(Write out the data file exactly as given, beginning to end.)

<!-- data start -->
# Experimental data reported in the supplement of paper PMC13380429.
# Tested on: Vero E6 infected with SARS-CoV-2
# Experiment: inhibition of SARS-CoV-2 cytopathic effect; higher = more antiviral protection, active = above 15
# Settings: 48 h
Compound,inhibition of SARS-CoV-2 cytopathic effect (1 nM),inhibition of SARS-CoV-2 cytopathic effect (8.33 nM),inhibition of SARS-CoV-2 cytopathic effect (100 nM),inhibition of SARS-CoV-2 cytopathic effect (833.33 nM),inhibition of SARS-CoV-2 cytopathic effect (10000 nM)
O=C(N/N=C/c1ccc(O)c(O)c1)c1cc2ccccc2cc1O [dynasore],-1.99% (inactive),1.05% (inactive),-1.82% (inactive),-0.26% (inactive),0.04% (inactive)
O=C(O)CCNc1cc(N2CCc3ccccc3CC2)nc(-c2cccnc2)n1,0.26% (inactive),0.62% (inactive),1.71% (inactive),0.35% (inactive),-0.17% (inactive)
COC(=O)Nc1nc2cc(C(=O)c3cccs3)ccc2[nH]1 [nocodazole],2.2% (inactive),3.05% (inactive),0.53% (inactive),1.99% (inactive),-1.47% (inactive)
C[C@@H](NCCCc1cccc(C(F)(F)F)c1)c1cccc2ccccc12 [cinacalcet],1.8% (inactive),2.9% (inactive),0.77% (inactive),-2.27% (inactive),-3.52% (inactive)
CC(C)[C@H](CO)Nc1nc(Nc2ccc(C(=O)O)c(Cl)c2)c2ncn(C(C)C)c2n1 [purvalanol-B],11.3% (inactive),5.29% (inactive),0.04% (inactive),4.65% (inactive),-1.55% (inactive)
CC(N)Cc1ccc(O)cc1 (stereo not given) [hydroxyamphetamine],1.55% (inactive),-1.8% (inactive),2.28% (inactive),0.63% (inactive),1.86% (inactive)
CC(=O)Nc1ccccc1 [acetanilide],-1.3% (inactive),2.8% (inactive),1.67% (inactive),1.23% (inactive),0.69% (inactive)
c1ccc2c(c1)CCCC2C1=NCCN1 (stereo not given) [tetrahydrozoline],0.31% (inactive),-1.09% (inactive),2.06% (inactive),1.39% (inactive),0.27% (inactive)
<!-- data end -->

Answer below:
# Experimental data reported in the supplement of paper PMC13380429.
# Tested on: Vero E6 infected with SARS-CoV-2
# Experiment: inhibition of SARS-CoV-2 cytopathic effect; higher = more antiviral protection, active = above 15
# Settings: 48 h
Compound,inhibition of SARS-CoV-2 cytopathic effect (1 nM),inhibition of SARS-CoV-2 cytopathic effect (8.33 nM),inhibition of SARS-CoV-2 cytopathic effect (100 nM),inhibition of SARS-CoV-2 cytopathic effect (833.33 nM),inhibition of SARS-CoV-2 cytopathic effect (10000 nM)
O=C(N/N=C/c1ccc(O)c(O)c1)c1cc2ccccc2cc1O [dynasore],-1.99% (inactive),1.05% (inactive),-1.82% (inactive),-0.26% (inactive),0.04% (inactive)
O=C(O)CCNc1cc(N2CCc3ccccc3CC2)nc(-c2cccnc2)n1,0.26% (inactive),0.62% (inactive),1.71% (inactive),0.35% (inactive),-0.17% (inactive)
COC(=O)Nc1nc2cc(C(=O)c3cccs3)ccc2[nH]1 [nocodazole],2.2% (inactive),3.05% (inactive),0.53% (inactive),1.99% (inactive),-1.47% (inactive)
C[C@@H](NCCCc1cccc(C(F)(F)F)c1)c1cccc2ccccc12 [cinacalcet],1.8% (inactive),2.9% (inactive),0.77% (inactive),-2.27% (inactive),-3.52% (inactive)
CC(C)[C@H](CO)Nc1nc(Nc2ccc(C(=O)O)c(Cl)c2)c2ncn(C(C)C)c2n1 [purvalanol-B],11.3% (inactive),5.29% (inactive),0.04% (inactive),4.65% (inactive),-1.55% (inactive)
CC(N)Cc1ccc(O)cc1 (stereo not given) [hydroxyamphetamine],1.55% (inactive),-1.8% (inactive),2.28% (inactive),0.63% (inactive),1.86% (inactive)
CC(=O)Nc1ccccc1 [acetanilide],-1.3% (inactive),2.8% (inactive),1.67% (inactive),1.23% (inactive),0.69% (inactive)
c1ccc2c(c1)CCCC2C1=NCCN1 (stereo not given) [tetrahydrozoline],0.31% (inactive),-1.09% (inactive),2.06% (inactive),1.39% (inactive),0.27% (inactive)